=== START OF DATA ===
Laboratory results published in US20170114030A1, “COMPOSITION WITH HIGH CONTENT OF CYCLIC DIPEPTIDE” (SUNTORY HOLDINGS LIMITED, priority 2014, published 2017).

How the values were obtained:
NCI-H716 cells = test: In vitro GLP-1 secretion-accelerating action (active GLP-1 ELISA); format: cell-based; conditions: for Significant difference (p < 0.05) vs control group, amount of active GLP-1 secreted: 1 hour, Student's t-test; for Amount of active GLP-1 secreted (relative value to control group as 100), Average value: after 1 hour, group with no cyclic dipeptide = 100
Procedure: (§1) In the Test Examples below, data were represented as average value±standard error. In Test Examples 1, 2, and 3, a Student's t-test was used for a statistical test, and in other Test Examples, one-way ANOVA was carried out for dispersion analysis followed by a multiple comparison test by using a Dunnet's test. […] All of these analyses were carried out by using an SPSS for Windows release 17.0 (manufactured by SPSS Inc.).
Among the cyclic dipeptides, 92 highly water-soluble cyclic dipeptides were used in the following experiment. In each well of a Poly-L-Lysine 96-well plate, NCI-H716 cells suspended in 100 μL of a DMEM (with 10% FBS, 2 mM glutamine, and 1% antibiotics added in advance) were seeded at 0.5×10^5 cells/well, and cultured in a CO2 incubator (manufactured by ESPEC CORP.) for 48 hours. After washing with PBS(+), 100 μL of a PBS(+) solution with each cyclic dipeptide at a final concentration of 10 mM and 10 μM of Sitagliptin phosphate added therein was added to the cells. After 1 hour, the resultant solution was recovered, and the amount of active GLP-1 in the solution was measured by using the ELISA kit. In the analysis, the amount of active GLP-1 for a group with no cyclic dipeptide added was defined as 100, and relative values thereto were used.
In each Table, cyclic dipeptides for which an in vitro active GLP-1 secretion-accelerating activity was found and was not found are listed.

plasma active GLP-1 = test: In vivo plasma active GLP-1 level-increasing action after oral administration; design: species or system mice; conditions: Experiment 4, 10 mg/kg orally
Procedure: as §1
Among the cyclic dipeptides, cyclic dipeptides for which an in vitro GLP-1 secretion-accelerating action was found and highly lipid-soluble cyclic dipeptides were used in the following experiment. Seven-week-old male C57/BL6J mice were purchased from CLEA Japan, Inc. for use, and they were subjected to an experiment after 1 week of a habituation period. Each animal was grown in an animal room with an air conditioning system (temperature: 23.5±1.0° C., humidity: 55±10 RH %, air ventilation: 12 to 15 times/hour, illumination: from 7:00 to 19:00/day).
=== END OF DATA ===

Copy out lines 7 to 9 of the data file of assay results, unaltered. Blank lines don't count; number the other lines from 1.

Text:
plasma active GLP-1 = test: In vivo plasma active GLP-1 level-increasing action after oral administration; design: species or system mice; conditions: Experiment 4, 10 mg/kg orally
Procedure: as §1
Among the cyclic dipeptides, cyclic dipeptides for which an in vitro GLP-1 secretion-accelerating action was found and highly lipid-soluble cyclic dipeptides were used in the following experiment. Seven-week-old male C57/BL6J mice were purchased from CLEA Japan, Inc. for use, and they were subjected to an experiment after 1 week of a habituation period. Each animal was grown in an animal room with an air conditioning system (temperature: 23.5±1.0° C., humidity: 55±10 RH %, air ventilation: 12 to 15 times/hour, illumination: from 7:00 to 19:00/day).